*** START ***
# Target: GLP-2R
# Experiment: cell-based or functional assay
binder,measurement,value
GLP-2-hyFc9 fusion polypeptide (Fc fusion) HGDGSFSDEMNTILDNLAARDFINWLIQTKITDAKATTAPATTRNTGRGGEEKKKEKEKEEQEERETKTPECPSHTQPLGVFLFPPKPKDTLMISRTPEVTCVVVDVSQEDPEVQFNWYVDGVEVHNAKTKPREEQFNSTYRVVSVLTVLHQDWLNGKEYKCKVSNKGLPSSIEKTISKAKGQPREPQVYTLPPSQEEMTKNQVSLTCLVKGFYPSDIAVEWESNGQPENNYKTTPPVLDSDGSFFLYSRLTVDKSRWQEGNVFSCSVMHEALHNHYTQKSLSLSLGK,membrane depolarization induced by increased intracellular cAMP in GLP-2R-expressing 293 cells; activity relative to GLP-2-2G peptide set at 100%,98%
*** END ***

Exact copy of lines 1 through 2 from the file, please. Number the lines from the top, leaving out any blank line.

# Target: GLP-2R
# Experiment: cell-based or functional assay